New Delhi: British retailer Tesco Plc. has been assured support in negotiating local investment regulations if it decides to set up stores in India, after the company sought clarifications on the new policy.
Commerce minister Anand Sharma, who met a number of global business leaders at the World Economic Forum in Davos, Switzerland, offered Tesco chairman Sir Richard Broadbent all help if the retailer decided to send a team to the department for industrial policy and promotion for consultation, Sharma said. He told Broadbent that “all the foreign investors will be provided hand-holding,” according to Sharma.
Broadbent had, at the meeting on Wednesday, sought clarifications on India’s new foreign direct investment (FDI) policy for the retail sector.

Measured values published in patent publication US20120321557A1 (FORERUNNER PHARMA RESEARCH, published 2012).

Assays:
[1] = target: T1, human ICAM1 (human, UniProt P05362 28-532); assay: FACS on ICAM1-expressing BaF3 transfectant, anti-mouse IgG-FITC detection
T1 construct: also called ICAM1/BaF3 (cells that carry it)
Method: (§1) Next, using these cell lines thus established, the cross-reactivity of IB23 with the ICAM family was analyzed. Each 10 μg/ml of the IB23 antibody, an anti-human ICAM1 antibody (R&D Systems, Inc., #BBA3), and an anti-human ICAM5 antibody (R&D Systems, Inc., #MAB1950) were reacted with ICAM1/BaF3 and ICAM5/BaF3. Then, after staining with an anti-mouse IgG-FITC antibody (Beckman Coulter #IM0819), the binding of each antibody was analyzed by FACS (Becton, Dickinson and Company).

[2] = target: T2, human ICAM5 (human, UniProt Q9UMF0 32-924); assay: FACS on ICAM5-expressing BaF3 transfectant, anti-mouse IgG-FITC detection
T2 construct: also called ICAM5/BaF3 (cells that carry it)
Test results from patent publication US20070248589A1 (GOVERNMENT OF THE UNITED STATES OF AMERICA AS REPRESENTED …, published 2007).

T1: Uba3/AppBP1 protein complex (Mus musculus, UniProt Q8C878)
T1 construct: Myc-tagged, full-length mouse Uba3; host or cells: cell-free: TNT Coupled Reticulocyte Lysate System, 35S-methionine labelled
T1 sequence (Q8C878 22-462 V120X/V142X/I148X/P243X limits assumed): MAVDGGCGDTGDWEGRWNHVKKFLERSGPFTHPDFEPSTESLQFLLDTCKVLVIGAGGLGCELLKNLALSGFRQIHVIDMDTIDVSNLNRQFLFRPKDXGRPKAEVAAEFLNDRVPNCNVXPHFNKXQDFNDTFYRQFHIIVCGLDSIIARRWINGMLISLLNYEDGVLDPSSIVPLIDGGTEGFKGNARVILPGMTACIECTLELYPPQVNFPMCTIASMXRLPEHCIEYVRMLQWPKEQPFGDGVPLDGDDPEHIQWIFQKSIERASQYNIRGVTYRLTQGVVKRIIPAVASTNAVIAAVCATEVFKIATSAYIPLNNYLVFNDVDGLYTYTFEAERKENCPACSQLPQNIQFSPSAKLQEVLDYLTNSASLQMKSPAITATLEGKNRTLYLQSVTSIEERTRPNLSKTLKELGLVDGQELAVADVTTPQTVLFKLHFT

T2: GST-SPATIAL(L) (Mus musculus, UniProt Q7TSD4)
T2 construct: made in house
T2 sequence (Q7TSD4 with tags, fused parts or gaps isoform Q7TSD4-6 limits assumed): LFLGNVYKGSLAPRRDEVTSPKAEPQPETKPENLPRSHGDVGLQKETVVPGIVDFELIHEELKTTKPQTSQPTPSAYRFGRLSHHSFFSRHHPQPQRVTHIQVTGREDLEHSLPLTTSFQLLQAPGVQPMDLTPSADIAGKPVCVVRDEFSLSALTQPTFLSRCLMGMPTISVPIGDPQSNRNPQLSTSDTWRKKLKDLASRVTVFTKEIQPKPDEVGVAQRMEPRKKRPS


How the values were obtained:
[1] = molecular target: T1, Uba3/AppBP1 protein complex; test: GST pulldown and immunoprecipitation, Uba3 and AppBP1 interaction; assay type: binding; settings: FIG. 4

Indian opened the market to foreign multi-brand retailers in September, allowing them to invest up to 51% in retail operations in the country. Conditions on sourcing as well as opposition from political parties, though, have kept foreign investors wary.
India on Monday allowed Swedish furniture maker Ikea’s proposal to set up stores in the country without changing its global business model, ahead of the Davos meeting and finance minister P. Chidambaram’s overseas roadshows.
That effectively sorted out Ikea’s concerns over sourcing norms and permission for its in-store cafes that are famous for the meatballs on the menu.
Tesco, the world’s third-largest retailer by revenue (after Wal-Mart Stores Inc. and Carrefour SA), does not have retail operations in India but is present through its global services arm Tesco Hindustan Service Centre (HSC) that provides services for its operations globally.